Llewyn Davis (Isaac) is singer plying his trade in the proto-hipster folk scene of Greenwich Village. Davis exists crashing on the floors of long suffering friends, and fellow musicians, whilst scraping a playing gigs and releasing the occasional record. Over one week he endures a perfect storm of crises as his disagreeable personality, bad luck and refusal to brook artistic compromise brings him to the brink of ruin.
An intimate portrait of the artist as douche bag Inside Llewyn Davis hides hidden depths. It appears to be a quirky comedy but has a wicked heart. It’s easy to forget that this is only a week in Davis’ life and assume he has always been this disagreeable, but the slack that his long-suffering friends grant him suggests it may not always have been so. Davis’ misanthropy is rooted in a disgust for the music scene in which he plies his trade, and a personal tragedy revealed so subtly its significance may pass some viewers by. However, his character is significantly flawed, particularly in his relationships with women. This is reflected in the fierce contempt with which Jean Berkley (Mulligan) holds him, although she is at pains to hide this from singing partner and husband Jim (Timberlake) for reasons that become quickly apparent.
Authenticity is something that has long been an obsession for music critics (example: the NME used to regularly berate Nick Cave for not being literally a character from a Flannery O’Connor novel) and The Greenwich Village folk scene as portrayed here is blatantly inauthentic. Sea shanties and traditional European folk songs being sung by educated, middle class, urbanites. Davis appears no different to the artists he clearly despises, but in fact his family has a history that gives context to his art. When he sings it is with the soul, grace and beauty that he tragically lacks offstage.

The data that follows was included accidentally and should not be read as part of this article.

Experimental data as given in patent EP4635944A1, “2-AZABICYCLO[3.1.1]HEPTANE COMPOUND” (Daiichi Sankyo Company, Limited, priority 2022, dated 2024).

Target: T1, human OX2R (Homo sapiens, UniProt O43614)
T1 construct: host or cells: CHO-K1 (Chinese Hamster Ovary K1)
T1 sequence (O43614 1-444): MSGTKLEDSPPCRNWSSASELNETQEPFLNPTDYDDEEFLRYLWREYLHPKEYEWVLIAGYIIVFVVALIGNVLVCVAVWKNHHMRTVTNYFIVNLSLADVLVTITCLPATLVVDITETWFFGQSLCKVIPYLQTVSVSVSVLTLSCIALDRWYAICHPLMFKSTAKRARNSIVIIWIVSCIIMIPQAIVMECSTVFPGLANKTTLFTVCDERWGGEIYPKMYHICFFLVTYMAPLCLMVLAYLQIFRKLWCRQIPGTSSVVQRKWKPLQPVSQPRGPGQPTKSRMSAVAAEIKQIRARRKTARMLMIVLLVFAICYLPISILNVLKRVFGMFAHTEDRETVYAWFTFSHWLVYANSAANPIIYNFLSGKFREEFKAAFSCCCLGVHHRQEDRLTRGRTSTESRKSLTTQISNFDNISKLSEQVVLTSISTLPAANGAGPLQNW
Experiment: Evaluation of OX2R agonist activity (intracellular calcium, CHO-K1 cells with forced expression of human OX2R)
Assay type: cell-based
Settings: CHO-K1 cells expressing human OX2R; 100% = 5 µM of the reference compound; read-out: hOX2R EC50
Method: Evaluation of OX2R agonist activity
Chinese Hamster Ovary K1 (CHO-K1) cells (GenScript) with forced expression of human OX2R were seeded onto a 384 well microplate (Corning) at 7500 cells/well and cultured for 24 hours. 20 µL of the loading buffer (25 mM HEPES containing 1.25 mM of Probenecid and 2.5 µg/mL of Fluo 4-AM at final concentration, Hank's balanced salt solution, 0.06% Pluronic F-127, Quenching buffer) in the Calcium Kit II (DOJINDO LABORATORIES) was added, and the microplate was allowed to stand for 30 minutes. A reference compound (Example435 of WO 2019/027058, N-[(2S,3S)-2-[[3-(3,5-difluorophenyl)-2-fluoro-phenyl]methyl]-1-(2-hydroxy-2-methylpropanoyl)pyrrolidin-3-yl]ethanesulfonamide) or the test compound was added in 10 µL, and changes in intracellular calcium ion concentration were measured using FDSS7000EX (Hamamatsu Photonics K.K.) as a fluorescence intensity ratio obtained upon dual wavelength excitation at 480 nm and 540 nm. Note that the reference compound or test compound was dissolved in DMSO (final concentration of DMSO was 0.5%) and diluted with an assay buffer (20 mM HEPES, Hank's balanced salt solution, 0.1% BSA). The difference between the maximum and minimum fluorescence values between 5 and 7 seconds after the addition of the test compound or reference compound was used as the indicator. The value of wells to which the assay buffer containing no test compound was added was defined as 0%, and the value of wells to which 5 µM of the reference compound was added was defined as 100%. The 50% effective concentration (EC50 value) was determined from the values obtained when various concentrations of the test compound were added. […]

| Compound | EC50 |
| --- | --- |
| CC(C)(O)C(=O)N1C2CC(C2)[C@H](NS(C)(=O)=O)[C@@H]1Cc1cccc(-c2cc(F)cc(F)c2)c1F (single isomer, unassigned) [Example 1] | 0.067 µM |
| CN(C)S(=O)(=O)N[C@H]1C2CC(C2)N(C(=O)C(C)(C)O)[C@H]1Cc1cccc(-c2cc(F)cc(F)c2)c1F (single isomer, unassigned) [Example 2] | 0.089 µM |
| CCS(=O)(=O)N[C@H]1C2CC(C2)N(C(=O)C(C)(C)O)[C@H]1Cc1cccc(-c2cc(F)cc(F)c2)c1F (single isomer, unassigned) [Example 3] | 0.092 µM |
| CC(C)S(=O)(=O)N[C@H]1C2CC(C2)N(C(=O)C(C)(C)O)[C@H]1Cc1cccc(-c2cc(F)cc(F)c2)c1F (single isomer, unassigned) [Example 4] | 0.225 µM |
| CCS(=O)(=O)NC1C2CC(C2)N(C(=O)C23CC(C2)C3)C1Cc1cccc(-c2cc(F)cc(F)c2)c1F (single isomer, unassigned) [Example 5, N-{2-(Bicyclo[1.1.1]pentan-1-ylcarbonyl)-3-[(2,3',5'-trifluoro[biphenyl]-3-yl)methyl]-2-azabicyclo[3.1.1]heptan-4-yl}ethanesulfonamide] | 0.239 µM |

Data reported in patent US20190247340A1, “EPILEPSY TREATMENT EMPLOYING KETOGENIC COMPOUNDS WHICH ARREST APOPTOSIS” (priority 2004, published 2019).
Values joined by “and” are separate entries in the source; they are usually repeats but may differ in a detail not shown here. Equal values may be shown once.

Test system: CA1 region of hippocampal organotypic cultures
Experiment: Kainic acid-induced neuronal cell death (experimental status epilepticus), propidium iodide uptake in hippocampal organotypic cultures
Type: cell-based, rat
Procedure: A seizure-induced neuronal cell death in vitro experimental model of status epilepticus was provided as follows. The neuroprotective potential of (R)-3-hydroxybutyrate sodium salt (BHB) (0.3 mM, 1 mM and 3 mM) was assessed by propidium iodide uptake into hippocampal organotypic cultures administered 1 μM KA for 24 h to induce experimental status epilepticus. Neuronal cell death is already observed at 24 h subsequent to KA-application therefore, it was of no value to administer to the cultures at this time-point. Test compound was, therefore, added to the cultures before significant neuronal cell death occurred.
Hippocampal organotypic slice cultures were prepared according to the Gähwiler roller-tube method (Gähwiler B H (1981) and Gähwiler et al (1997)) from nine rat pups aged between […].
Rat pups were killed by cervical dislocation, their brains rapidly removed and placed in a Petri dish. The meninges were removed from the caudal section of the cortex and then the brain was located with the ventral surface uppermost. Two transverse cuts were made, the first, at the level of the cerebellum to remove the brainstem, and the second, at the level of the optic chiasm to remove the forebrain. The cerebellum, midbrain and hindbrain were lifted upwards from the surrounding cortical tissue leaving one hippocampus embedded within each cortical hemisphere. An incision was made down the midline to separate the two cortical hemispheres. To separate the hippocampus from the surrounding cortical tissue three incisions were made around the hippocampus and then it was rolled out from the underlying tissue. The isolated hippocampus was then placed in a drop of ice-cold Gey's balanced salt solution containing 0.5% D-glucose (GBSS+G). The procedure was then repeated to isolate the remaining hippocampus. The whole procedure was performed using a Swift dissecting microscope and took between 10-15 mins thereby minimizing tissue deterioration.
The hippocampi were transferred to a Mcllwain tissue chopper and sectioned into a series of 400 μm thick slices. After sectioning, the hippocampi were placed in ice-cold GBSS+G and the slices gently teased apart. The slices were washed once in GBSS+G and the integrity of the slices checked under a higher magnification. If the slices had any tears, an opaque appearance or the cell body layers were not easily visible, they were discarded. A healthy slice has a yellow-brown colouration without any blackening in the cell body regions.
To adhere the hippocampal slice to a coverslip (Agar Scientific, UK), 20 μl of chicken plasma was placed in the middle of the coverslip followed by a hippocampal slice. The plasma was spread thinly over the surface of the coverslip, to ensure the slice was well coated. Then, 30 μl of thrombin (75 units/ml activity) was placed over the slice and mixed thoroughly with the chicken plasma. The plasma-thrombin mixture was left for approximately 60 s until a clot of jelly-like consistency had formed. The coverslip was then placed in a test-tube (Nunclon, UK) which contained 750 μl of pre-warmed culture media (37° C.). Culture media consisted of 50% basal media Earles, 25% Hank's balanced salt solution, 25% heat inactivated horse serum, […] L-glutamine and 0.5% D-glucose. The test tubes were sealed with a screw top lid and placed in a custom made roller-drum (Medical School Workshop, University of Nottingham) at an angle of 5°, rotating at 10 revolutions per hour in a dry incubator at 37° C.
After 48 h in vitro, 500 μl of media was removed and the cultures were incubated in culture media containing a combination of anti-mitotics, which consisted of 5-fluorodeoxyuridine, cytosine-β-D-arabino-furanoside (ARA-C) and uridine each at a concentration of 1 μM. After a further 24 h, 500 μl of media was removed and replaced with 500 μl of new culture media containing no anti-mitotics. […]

The music (overseen by T Bone Burnett) is fantastic. A fair number of songs are performed in their entirety sung live by the cast. One particular scene in which Davis sings solo in an empty club to a stoney-faced music promoter is simply heartbreaking, both in terms of the song itself and for its significance in the story.
Performances are as well pitched and eccentric as one would should expect from a Coen brothers film. Mulligan and Timberlake are great (it’s great to hear Mulligan singing again after Shame), John Goodman does a star turn as a Dr John-a-like jazz musician, and a near unrecognisable Garrett Hedlund appears as a monosyllabic beat poet. However, it is the (at time of writing) less well known Oscar Isaac who must carry the film as Llewyn Davis, and he does this superbly with a brilliant performance that makes a fundamentally unlikable man a compelling screen presence.
Loosely inspired by musician Dave Van Ronk’s memoir, the Coens make this early sixties world feel remarkably contemporary. Period details are convincing but by setting the film in the cold of winter the visuals (beautifully captured by Bruno Delbonnel) have a desaturated monochrome quality quite different to the richly stylised look of Miller’s Crossing and Barton Fink. Like No Country For Old Men’s relationship to the nineteen eighties, Inside Llewyn Davis and its characters seem to belong to the now, rather than an idealised past.
Regardless of the fact that the mise-en-scene is far more naturalistic, Inside Llewyn Davis has many parallels with Barton Fink. Fink and Davis are both spiky, difficult to like characters brought low by a refusal to compromise. Nonetheless, where it felt like the Coen’s solidly sided with Fink against the evils of the Hollywood Studio system, Inside Llewyn Davis is more ambiguous. The film does not paint Davis’ unwavering dedication to ‘integrity’ in a wholly positive light. It is obvious this has ruined his relationships and possibly his life. At several key moments Davis is presented with key choices, he always takes the wrong fork on the road.
Top tier Coen Brothers.
This review was originally published on the Verite Film Magazine blog http://www.veritefilmmag.com